11 Billion People by 2100 Will Greatly Impact Global Health
Wednesday, August 12, 2015
The population of Planet Earth is expected to exceed 11 billion people by the end of the century, according to new official United Nations population projections.
At the moment, the global population is about 7.3 billion, an increase of a billion people in the past 12 years.
While the global population continues to grow, it’s doing so at a lower rate than before. Recently, the Earth’s inhabitants grew at 1.24 percent each year, while it’s currently down to 1.18 per year, creating an increase of 83 million people annually.
This continuing growth, as well as a growing number of people with unprecedented life expectancies, will create new and lasting challenges for healthcare worldwide.
John Wilmoth, director of the population division at the United Nations, told Healthline that the rapid decline in child mortality and increased life expectancy are the primary reasons for the population growth and one of the greatest achievements of the human species.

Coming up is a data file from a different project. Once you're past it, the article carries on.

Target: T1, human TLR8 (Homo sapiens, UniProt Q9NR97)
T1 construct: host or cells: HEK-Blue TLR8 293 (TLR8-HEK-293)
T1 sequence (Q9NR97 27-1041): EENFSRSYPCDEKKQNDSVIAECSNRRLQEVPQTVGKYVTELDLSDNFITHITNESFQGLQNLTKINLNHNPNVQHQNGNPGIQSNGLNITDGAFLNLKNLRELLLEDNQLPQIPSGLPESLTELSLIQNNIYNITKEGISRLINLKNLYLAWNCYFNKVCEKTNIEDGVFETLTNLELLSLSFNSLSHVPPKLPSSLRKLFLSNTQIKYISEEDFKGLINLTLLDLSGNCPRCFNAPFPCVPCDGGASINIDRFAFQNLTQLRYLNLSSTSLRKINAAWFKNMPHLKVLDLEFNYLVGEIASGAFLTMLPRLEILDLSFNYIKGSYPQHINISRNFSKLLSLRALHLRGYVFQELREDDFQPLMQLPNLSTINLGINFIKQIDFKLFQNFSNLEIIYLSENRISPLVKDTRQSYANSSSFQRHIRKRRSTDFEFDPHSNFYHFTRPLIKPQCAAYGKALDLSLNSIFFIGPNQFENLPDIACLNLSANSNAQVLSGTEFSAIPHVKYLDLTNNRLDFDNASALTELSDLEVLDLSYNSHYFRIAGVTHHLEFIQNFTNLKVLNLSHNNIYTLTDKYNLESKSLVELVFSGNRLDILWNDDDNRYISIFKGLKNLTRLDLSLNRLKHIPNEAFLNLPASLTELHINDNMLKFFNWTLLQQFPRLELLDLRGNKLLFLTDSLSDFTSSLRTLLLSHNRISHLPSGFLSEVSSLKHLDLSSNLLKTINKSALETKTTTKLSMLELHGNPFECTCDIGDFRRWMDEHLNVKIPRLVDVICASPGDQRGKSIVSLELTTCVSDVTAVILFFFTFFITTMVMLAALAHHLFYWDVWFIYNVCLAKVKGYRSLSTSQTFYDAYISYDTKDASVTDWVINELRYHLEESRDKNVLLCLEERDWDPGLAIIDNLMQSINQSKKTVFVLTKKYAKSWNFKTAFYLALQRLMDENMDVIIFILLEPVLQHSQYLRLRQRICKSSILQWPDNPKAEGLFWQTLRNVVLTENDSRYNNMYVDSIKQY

“That’s what’s driving most of this,” he said. “Sometimes people forget to see this as a sign of our success.”
The population growth could have wide-ranging impacts on the environment, economy, and health, including maternal and child mortality and lagging government investments in health, education, and infrastructure.
But Wilmoth said the numbers alone aren’t the problem. Currently, with 7.3 billion people on the planet, about a billion of those use the most resources.
“It’s not a simple question of human numbers,” he said. “If you want to diagnose the problems, look at the rate of human consumption.”